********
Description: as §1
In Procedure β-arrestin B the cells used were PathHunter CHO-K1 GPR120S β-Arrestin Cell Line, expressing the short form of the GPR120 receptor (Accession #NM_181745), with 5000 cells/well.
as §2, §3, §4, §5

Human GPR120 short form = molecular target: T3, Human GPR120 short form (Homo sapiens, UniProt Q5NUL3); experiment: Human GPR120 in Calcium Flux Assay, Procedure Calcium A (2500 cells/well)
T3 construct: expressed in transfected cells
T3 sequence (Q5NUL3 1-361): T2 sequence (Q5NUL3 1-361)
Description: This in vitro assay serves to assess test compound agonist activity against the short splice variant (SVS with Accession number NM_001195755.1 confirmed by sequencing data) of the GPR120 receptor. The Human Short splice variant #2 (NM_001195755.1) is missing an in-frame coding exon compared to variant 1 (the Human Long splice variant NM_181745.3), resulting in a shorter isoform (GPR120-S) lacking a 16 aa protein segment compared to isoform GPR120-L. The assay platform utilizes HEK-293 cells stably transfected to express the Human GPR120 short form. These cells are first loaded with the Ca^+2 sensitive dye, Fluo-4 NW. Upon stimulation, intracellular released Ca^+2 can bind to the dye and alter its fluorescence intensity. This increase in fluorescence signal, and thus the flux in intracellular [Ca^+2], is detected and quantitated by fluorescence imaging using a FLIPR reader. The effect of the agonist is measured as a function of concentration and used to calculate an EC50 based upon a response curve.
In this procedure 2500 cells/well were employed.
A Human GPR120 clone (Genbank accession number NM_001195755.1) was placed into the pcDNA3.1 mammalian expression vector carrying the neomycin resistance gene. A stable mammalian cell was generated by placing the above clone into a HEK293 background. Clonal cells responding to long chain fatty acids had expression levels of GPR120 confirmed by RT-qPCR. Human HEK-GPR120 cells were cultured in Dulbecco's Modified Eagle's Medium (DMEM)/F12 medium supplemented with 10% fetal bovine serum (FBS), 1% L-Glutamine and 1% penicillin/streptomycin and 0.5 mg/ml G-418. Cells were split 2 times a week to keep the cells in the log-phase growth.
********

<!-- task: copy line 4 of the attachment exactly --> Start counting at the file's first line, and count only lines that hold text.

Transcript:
Human GPR120 short form = molecular target: T3, Human GPR120 short form (Homo sapiens, UniProt Q5NUL3); experiment: Human GPR120 in Calcium Flux Assay, Procedure Calcium A (2500 cells/well)